You think you've got it rough? You should have been around when I was a kid. Our whole family lived in a hollow spa in Benin.
We ate nothing but blueberry pie and burritos and we drank sassafras tea, and we were glad to have them. Sometimes on Mondays we had waffles. I slept on a china cabinet in the kitchen. My eight brothers slept in the basement.
I had to get up every morning at nine to feed the reindeer and the antelope. After that, I had to scrub the hall and scrub the wastebasket.
I walked thirty-five hops through downpours and lightning storms to get to school every morning, wearing only a beard and an overcoat. We had to learn addition and dance, all in the space of sixteen blinks of an eye.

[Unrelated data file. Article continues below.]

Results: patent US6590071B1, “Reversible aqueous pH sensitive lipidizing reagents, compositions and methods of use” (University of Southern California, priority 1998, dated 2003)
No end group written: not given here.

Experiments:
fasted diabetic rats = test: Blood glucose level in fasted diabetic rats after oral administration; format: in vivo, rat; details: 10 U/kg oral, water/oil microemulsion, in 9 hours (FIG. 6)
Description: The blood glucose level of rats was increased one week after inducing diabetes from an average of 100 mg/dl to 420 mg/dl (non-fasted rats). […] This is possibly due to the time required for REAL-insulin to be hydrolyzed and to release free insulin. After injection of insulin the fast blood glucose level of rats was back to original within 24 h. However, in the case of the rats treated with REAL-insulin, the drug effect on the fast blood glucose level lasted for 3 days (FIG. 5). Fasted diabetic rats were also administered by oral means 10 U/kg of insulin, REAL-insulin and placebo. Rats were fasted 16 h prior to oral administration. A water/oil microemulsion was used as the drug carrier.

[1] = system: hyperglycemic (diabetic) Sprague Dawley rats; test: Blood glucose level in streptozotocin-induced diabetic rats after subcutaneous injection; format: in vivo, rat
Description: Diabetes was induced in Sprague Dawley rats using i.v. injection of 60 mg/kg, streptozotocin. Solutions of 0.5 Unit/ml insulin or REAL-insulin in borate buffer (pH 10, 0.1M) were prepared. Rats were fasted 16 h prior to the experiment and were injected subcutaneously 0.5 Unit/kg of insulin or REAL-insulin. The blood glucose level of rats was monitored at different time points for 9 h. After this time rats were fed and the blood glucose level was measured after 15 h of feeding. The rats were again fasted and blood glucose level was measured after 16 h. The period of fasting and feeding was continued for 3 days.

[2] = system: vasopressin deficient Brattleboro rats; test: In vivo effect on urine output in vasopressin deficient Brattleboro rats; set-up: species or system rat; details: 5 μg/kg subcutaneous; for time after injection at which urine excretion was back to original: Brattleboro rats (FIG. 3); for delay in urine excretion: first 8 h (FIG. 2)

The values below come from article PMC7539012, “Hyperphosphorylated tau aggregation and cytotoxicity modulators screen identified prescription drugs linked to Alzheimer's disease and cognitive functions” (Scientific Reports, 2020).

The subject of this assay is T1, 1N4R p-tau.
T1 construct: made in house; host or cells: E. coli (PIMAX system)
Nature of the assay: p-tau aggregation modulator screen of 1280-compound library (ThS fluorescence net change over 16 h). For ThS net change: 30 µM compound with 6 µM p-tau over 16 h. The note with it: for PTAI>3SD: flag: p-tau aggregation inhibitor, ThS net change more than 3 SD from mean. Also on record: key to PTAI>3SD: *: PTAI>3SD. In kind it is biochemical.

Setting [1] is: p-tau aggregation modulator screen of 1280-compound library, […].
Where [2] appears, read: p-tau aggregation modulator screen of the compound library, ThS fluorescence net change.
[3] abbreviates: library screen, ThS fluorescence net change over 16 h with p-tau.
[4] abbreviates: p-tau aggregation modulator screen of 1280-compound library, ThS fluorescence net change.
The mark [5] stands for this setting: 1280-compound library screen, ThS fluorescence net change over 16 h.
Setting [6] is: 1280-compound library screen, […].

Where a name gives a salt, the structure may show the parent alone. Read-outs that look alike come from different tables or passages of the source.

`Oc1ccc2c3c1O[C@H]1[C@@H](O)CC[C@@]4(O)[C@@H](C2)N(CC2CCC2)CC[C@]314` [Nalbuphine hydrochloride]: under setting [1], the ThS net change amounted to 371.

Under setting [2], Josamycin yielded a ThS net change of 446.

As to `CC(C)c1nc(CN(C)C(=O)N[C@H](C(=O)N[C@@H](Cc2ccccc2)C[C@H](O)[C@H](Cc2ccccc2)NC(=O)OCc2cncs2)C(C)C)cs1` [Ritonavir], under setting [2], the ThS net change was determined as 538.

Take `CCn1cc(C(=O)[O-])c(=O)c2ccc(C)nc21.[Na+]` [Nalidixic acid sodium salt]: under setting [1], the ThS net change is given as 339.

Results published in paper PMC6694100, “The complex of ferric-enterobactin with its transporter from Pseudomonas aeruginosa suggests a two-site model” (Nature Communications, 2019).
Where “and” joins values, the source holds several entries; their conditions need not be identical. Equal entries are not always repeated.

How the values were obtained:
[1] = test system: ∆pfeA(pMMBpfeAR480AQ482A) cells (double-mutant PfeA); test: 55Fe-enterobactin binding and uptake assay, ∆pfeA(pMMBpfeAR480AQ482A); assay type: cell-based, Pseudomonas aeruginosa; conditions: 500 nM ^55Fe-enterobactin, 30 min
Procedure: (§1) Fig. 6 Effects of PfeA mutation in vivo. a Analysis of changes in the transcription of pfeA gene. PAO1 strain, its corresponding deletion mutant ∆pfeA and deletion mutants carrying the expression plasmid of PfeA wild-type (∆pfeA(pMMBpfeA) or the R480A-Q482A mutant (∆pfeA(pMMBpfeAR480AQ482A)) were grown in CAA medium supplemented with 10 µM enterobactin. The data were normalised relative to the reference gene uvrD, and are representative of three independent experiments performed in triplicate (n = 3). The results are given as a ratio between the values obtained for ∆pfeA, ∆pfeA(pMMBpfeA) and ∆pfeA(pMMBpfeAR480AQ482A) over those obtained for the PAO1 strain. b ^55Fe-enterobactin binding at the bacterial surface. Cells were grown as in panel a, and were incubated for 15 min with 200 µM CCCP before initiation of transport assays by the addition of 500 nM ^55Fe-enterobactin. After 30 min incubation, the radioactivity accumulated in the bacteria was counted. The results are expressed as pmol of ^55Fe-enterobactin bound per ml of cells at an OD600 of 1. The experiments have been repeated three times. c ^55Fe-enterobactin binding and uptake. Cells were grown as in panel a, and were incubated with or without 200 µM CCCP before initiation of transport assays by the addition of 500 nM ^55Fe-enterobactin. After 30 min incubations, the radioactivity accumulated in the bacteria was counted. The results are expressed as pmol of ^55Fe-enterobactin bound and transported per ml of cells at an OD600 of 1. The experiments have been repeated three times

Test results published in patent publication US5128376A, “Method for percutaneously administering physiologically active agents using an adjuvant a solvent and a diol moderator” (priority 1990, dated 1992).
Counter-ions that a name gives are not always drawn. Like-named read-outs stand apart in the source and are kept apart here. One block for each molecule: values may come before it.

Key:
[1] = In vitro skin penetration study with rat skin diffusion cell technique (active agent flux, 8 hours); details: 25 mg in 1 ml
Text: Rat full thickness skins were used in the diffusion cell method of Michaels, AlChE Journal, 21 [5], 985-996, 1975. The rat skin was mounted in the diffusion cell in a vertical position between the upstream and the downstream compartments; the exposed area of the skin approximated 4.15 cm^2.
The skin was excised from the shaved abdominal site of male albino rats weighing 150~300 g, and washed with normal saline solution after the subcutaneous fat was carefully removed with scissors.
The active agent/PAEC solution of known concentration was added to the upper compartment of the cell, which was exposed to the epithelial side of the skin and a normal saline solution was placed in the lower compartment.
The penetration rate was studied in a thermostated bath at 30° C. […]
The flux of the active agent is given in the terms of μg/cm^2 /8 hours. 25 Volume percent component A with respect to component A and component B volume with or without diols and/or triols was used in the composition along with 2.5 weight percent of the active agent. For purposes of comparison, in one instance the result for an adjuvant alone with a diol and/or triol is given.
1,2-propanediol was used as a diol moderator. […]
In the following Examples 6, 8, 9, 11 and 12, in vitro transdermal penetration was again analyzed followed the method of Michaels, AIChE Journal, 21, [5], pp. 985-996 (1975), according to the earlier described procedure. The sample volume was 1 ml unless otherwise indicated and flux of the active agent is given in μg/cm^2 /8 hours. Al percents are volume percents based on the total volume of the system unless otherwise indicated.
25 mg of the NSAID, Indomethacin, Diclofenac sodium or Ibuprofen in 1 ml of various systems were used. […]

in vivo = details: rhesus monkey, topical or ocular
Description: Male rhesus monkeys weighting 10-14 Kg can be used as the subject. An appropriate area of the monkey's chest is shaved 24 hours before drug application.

Mom worked hard, making valuable yardsticks by hand and selling them for only eighteen dimes each. She had to monitor every yardstick four times.
Dad worked as a student and earned only sixteen million dollars a day. We couldn't afford any candy bars, so we made do with only a cactus plant.
In spite of all the hardships, we grew up sleepy and crafty.